Awareness and prevention
Stigma and history of unsuccessful attempts to change can make it hard for clients to ask about gambling – and this makes it important for you to bring gambling up with clients.
The Motivational Interviewing approach is useful here.
Motivational interviewing is an evidence-based approach in all addiction that avoids confrontation while helping clients think about their behaviour in an accepting and constructive manner.
Questions relating to gambling should be included in your routine client assessment. Clients are likely to be reassured and may be relieved when you bring up gambling in a professional and non-judgemental manner.
The aim at this stage is to discover whether the client is concerned about their gambling and reassure them that this is a legitimate health issue.
In primary care practice, the use of diagnostic screening tools to identify problem gambling can be problematic because of the length of the measurement tools.
It may be more useful to include a direct, concise screening question about gambling as part of your intake interview.
Direct questioning aims to:
People affected by someone else's gambling are a much larger group than those affected directly. The Productivity Commission's report suggests there are seven to 10 times as many affected others than there are people with gambling problems.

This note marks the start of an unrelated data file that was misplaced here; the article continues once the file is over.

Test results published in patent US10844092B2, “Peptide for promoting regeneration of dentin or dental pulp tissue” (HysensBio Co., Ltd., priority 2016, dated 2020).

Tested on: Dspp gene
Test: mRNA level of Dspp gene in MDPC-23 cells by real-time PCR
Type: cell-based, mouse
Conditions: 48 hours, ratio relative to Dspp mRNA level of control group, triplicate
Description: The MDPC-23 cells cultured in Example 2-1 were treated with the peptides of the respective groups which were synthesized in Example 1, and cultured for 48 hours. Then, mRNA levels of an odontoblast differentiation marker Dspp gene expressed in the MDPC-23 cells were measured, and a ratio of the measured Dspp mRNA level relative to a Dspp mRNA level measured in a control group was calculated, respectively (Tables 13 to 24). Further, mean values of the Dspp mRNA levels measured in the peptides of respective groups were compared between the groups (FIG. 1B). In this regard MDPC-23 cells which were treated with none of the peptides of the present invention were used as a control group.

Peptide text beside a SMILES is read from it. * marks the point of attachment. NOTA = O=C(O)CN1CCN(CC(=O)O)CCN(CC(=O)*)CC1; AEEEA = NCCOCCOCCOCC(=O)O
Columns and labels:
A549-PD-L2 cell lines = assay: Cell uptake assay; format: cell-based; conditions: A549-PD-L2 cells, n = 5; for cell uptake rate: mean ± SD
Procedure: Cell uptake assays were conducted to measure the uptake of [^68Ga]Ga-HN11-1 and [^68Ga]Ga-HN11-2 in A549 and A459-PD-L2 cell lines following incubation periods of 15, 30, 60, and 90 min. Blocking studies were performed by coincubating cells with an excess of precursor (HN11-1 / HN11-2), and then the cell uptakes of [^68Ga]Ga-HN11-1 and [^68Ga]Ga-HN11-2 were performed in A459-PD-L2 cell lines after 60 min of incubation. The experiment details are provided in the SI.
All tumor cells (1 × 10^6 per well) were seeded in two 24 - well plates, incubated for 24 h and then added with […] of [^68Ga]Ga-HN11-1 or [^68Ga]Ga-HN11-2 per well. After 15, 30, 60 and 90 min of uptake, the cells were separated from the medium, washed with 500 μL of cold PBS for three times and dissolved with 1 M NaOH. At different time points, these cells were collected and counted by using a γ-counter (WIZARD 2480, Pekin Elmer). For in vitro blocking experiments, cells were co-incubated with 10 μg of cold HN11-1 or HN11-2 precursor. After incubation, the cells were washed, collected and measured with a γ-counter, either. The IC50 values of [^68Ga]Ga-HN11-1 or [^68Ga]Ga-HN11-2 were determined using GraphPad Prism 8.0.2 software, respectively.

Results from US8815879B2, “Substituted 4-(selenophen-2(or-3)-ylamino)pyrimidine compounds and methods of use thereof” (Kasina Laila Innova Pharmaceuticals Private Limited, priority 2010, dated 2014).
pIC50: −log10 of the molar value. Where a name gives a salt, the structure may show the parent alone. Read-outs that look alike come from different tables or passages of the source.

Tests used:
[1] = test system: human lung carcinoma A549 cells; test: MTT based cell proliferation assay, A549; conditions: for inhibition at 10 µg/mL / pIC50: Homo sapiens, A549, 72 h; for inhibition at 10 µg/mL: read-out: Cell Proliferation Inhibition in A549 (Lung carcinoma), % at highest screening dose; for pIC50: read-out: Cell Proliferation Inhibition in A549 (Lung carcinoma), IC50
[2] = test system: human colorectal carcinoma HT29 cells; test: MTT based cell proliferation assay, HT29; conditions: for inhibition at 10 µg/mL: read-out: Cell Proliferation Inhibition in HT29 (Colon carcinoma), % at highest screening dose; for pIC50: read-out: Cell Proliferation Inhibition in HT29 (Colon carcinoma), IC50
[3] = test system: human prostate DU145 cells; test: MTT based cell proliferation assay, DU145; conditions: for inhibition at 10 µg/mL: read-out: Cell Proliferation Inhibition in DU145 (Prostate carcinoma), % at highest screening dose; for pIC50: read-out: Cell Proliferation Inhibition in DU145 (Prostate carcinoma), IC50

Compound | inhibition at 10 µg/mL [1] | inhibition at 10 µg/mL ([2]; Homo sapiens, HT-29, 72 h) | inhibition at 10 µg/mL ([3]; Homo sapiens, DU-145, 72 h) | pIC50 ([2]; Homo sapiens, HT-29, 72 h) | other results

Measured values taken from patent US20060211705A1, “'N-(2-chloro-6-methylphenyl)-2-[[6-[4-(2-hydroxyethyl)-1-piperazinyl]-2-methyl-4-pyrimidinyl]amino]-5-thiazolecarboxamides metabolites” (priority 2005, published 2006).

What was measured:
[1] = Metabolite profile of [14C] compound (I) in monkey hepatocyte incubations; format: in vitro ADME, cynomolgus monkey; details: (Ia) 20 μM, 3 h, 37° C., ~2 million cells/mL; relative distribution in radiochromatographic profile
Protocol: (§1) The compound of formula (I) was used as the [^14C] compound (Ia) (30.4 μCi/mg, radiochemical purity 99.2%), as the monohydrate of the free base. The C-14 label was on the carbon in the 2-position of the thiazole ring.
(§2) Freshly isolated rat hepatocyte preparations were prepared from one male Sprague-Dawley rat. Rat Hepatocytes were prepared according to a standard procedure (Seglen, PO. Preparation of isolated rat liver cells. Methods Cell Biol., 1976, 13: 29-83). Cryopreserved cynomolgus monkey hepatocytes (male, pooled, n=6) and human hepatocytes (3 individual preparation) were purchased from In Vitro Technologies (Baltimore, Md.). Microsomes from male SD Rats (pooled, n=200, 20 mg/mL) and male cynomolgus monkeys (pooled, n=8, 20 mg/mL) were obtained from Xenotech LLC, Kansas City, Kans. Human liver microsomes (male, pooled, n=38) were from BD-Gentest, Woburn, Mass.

Affected others can be as desperate and discouraged as gamblers themselves and may be seeking help for problems as diverse as depression and anxiety, through to domestic violence.
They also may feel the stigma of gambling problems and be relieved if you show a willingness to discuss gambling with them.
All problem gambling services in Victoria offer free and confidential help to affected others.
Talking with a client about an addictive behaviour - that is, a behaviour they persevere with, despite the negative impacts on their lives - carries the risk they will justify or minimise their behaviour, making them entrenched.
Motivational interviewing is a technique designed to: